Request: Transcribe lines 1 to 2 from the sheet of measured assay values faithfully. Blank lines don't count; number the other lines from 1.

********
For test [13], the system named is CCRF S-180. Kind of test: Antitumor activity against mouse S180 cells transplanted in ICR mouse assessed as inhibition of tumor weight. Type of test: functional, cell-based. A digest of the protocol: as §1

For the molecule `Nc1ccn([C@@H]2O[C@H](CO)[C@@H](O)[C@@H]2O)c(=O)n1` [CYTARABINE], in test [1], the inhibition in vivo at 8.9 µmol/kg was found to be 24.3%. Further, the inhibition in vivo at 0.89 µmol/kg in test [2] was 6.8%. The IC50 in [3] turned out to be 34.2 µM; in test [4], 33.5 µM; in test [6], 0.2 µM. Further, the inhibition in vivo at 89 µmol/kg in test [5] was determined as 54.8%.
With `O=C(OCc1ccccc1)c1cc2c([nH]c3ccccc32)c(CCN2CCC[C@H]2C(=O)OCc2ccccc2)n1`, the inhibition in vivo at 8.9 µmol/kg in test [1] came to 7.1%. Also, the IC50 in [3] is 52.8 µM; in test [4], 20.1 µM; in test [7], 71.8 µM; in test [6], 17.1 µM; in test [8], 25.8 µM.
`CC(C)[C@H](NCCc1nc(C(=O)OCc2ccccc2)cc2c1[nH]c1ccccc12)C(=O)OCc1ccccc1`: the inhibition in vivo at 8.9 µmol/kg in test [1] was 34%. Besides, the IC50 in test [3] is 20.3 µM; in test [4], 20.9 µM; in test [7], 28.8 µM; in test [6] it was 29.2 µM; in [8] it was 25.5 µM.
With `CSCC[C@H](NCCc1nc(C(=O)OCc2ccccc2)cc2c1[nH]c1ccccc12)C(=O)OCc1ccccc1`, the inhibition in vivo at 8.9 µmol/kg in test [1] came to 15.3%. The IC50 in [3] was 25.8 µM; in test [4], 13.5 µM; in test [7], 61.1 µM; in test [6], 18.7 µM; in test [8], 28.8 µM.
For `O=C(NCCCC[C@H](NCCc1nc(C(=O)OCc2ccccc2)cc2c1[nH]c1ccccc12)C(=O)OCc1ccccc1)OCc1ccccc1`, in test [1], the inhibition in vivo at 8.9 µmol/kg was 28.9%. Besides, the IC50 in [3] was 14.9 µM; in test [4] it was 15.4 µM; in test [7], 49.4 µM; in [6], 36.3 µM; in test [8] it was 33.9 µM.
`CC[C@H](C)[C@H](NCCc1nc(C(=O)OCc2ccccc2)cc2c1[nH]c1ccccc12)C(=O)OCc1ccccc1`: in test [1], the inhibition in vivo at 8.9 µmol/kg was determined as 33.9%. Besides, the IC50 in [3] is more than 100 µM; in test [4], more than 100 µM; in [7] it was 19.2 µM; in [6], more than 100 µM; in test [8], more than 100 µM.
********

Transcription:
For test [13], the system named is CCRF S-180. Kind of test: Antitumor activity against mouse S180 cells transplanted in ICR mouse assessed as inhibition of tumor weight. Type of test: functional, cell-based. A digest of the protocol: as §1

For the molecule `Nc1ccn([C@@H]2O[C@H](CO)[C@@H](O)[C@@H]2O)c(=O)n1` [CYTARABINE], in test [1], the inhibition in vivo at 8.9 µmol/kg was found to be 24.3%. Further, the inhibition in vivo at 0.89 µmol/kg in test [2] was 6.8%. The IC50 in [3] turned out to be 34.2 µM; in test [4], 33.5 µM; in test [6], 0.2 µM. Further, the inhibition in vivo at 89 µmol/kg in test [5] was determined as 54.8%.